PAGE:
Is there anything else you’ve had to deal with or keep in mind? If so, let us know and we’ll add to the list.

As we get deep into preproduction and asset creation for our next Fulldome show, a key piece of equipment they’ll be using in the reality we create is their ship. After a long period of distilling down ideas from classic rockets, to the more realistic shuttles… We settled on something reminiscent of a fighter jet mixed with a flying saucer. ShipSketchblockedOut

The big issue we’ve been considering is scale… Just how big should it be. Originally the thought was that it shouldn’t be much bigger than the existing shuttles that go into space. But proportionately the cockpit would have been just under 18 feet wide as displayed in this first drawing.


We quickly blocked out the dimensions and started some camera move tests. It was just feeling too cramped. So we went bigger.


Changing the diameter of the cockpit to something closer to 30 feet gave us a lot more space for the characters to be able to move around, and allow our camera to move a little nicer through the scene. With larger more graceful motion paths.  Also allows us to mix up where the characters will be standing in the environment, and giving us a little more bang for our buck. Who says you can’t fly a skyscraper of a ship into space… it’s the future, right?

We’re putting the finishing touches on converting our theater to a 4K digital fulldome system from SkySkan. As far as I know, we’re now the largest fulldome theater in the Southeast US. We’ve been waiting for this day since I started working here three years ago. And it’s been talked about for over 10 years! In fact, it’s been so long that the guy who started talking about 10 years ago, Holden Thorp, was then the director of the Planetarium. Now he’s the Chancelor of the entire school of UNC-Chapel Hill.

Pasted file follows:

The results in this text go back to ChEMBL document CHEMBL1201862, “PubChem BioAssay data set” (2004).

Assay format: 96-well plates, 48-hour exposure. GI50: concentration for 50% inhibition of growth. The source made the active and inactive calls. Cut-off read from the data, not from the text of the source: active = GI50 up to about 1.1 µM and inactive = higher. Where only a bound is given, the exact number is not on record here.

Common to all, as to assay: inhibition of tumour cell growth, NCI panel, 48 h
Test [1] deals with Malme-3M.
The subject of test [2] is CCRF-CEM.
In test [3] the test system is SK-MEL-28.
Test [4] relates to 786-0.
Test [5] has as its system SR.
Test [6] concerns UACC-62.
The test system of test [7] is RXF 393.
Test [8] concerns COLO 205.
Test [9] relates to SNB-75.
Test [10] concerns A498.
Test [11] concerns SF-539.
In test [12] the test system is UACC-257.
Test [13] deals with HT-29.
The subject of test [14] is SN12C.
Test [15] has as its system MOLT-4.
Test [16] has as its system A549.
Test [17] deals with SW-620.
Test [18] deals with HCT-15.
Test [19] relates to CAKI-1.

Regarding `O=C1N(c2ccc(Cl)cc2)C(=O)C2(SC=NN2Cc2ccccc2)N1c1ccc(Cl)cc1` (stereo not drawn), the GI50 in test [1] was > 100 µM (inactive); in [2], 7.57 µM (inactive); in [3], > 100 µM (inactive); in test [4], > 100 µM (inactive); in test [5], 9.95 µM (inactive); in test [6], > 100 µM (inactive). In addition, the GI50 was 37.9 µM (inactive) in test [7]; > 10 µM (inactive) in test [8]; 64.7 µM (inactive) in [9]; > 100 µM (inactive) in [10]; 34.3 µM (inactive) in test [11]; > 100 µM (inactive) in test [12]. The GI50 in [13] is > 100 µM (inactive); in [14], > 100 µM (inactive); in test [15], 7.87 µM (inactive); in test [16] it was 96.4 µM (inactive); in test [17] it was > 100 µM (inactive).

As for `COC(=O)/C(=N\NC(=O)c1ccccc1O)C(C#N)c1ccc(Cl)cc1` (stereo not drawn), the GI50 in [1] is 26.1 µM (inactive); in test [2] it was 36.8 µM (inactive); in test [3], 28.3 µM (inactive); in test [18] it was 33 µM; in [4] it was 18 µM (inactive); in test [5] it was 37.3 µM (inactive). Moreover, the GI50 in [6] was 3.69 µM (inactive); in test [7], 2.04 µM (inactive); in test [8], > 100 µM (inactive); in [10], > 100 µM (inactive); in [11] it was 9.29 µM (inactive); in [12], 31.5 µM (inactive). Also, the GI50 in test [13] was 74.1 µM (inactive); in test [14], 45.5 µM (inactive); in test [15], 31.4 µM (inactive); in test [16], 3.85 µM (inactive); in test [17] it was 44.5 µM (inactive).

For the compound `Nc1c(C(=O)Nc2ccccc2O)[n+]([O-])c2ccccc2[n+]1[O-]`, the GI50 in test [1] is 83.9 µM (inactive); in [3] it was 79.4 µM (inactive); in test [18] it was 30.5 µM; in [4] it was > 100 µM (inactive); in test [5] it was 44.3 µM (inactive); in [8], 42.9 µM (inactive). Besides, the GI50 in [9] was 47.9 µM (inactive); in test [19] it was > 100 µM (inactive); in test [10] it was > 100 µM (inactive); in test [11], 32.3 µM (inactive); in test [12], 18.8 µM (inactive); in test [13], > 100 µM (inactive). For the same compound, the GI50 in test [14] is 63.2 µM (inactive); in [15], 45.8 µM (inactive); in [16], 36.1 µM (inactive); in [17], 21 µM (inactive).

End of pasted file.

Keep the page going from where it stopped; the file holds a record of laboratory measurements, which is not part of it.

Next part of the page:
Our official reopening is going to be February 5th. On the docket is “Astronaut” from NSC and “Black Holes: Journey into the Unknown” from Museum Victoria. We’ll also be playing our own homegrown show, “Earth, Moon and Sun” and a live show called Carolina Skies. We’ve also got the Domefest 2009 shorts that we’re going to play during special occasions AND we’re weeks away from finishing our second show, “Magic Tree House: Space Mission” and a domefest short entitled “Jeepers Creepers.”  Yeah, it’s a bit busy, but we’re pretty psyched.

Starting on our new show, we begin with our most favorite (mine anyways) portion of the production process:


With our script getting a coat of finishing wax, our characters have been essentially locked down. With no major changes to be made to them, we can begin our character sketches! The following are some examples of our rough character concepts. The next step would be to make more locked down turn-arounds when we move onto the modeling in our 3d program of choice.